Workplace integration of health protection and health promotion activities is becoming a new standard for safeguarding the health and safety of the workforce. Recent guidance statements by the Institute of Medicine1 and the American College of Occupational and Environmental Medicine2 advocate strongly for the integration of prevention activities addressing the health and safety of workers. In addition, in 2011, the National Institute for Occupational Safety and Health (NIOSH) intensified its commitment to the integration of workplace health protection and health promotion by expanding its portfolio of research on this topic under the auspices of the NIOSH Total Worker Health™ (TWH) program. Examples of these expanded programmatic efforts include deeper support for intramural research on integration of prevention practices and funding of a fourth extramural Center of Excellence to Promote a Healthier Workforce.3
Integration of workplace health promotion and health protection activities is not a new concept. The theoretical and practical justification for this approach was laid down two decades ago in several seminal reports.4–6 Nevertheless, enthusiasm over this approach has heightened in recent years. Driving forces include (1) growth of preventable chronic health conditions in the workforce, (2) deeper understanding of risks posed by these conditions to the health, safety, and performance of workers and, in turn, to the health of the organization and the economy, (3) a growing body of research linking many of these conditions to workplace exposures as well as lifestyle factors, and (4) accumulating evidence of the superiority of integrated prevention strategies in mitigating these risks.7–10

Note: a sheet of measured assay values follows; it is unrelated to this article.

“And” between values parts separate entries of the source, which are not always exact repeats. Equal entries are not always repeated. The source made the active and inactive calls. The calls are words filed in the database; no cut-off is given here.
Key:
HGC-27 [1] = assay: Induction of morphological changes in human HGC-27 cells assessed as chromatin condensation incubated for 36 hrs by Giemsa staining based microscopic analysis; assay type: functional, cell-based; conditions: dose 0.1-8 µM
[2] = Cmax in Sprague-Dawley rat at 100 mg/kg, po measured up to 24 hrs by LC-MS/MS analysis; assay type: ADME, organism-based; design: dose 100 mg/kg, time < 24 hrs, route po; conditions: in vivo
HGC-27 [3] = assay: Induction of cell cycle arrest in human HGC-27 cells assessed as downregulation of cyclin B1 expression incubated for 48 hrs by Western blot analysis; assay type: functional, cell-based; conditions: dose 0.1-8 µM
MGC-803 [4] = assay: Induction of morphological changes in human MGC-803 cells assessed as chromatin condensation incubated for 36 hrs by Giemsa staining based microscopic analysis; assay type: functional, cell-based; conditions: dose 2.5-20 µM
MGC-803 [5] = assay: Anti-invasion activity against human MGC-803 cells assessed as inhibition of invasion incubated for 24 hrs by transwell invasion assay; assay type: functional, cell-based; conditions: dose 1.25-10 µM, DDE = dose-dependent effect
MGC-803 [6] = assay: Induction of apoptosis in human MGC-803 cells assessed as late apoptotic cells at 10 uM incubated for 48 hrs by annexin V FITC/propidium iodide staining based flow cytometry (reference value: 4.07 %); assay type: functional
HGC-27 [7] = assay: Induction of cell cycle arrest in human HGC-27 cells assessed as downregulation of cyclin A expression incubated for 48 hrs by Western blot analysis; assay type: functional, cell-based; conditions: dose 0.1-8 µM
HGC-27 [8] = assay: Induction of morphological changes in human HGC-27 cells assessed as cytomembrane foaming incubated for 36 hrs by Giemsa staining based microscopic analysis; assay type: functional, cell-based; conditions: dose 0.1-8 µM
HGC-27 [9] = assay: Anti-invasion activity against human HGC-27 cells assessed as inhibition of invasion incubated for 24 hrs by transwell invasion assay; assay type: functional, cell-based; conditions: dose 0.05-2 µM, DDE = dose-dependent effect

Numerous arguments have been advanced in support of prevention strategies that combine health protection with health promotion. Integrated programs have operational advantages—enabling comprehensive targeting of risk factors and more efficient use of resources by elimination of redundancies across fragmented programs.4,11–13 Furthermore, risky health behaviors and exposure to hazardous work environments cluster in the workforce, arguing for joint attention to both sets of risk factors.13 Finally, as detailed by Schulte et al14 and acknowledged in virtually all reports advocating for systems approaches to prevention, individual and occupational risk factors may act in concert to influence the health and safety of workers.
Within the Schulte et al14 framework, several pathways between individual and occupational risk factors and illness and injury outcomes can be discerned. Individual risk factors and occupational exposures may each contribute directly and independently to the same health or safety outcomes (additive model). Interactions of individual and occupational risk factors are also depicted in this framework and are representative of the TWH approach. A relevant example cited by Schulte et al14 is the increased risk of osteoarthritis with prolonged kneeling among obese workers.
Interactions between individual factors and occupational exposures are of special significance in the argument for integration of prevention activities because they suggest that integrated interventions would yield multiplicative or exponential effects. In other words, these interactions support the prevention “synergy” hypothesis that originated with NIOSH (1984) and recurs throughout the literature that advocates for integrated prevention strategies,2,4,13,15,16 although synergistic effects of integration have not been systematically examined in intervention research to date.
Not mentioned in the Schulte et al14 framework is an indirect pathway between occupational exposures and safety and health outcomes via influence of occupational exposures on health behaviors. Effects of occupational exposures on health behaviors, especially tobacco and alcohol use, is well-established in the job stress and coping literature.17 Most recently, a European consortium of investigators reported significant associations between unfavorable workplace psychosocial conditions and physical inactivity, increased smoking intensity, the extremes of body mass index, and the incidence of both weight gain and loss.18–20 Findings were based on both cross-sectional and prospective analyses of cohort studies inclusive of more than 160,000 workers. Similarly, a 1999 review by Frone21 found support for a relationship between work-related stressors and elevated alcohol consumption and problem drinking.